Managing Safety Performance NewsFlash

Knowing And Understanding

As important as processes, systems, design and procedures are to working safely, knowledge is the single greatest asset we have to see to it that we go home alive and well at the end of the day.
 
But there’s a world of difference between knowing something and understanding it. (If you doubt the truth in that observation, ask any fifteen-year-old on the planet a question, and listen to their answer.) Understanding something involves more than just knowing that; it’s knowing how, and why, and why not. Much of what we come to understand comes from experience: experience isn’t always bad, and need not necessarily be personal. You might call that wisdom.
 
Which brings us to an important point about understanding as it relates to safety: how did you come to understand what you do about doing your job safely?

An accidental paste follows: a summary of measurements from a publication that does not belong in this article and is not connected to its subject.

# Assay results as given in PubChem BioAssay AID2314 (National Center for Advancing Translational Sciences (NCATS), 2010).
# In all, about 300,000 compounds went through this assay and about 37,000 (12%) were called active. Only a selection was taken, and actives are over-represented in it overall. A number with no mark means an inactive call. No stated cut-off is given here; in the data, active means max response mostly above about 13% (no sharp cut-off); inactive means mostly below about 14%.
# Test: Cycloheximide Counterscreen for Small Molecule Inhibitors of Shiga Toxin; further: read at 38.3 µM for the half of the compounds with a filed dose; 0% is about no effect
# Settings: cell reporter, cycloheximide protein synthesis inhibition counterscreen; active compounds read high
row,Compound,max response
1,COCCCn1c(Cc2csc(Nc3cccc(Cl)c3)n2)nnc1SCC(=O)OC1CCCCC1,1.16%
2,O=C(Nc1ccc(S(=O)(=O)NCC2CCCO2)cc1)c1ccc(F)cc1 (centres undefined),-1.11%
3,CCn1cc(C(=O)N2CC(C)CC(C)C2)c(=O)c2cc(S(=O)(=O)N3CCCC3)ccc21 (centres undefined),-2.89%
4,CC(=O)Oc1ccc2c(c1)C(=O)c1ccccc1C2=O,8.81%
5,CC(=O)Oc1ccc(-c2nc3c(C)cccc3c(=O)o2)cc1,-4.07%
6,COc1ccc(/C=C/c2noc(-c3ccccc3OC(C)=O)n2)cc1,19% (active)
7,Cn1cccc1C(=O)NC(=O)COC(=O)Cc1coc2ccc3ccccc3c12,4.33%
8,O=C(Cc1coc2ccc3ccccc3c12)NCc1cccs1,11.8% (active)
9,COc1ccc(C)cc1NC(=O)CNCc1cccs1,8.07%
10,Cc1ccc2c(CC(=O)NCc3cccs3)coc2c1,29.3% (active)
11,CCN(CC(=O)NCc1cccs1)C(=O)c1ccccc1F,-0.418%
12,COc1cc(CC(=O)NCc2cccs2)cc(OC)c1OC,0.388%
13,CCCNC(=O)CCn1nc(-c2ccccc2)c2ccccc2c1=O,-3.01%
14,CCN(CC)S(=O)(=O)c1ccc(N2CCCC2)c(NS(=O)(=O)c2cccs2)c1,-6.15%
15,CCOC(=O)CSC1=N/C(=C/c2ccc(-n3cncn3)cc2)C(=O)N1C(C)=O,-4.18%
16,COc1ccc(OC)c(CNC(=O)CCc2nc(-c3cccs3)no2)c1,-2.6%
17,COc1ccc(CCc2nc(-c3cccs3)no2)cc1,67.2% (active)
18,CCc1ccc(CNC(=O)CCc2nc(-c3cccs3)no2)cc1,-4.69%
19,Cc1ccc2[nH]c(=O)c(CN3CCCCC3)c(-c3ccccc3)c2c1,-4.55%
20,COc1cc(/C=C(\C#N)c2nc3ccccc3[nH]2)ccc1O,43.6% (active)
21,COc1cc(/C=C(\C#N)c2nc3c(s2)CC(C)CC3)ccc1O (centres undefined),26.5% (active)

If you took time to map all that you understand out, it would make quite the display. Formal education. Training classes. Personal experience. Information passed around formally and informally. Research.
 
It’s a very good bet that you’d find a few really important people in your life who shared their wisdom with you. If they’re still around, you might want to say thanks. Their wisdom might have saved you a lot of pain and suffering.
 
If you’re now to the point in your life where you’ve gained wisdom, time to return the favor.  Understanding is the most important asset anyone can have to work safely.


Paul Balmert
September 2022

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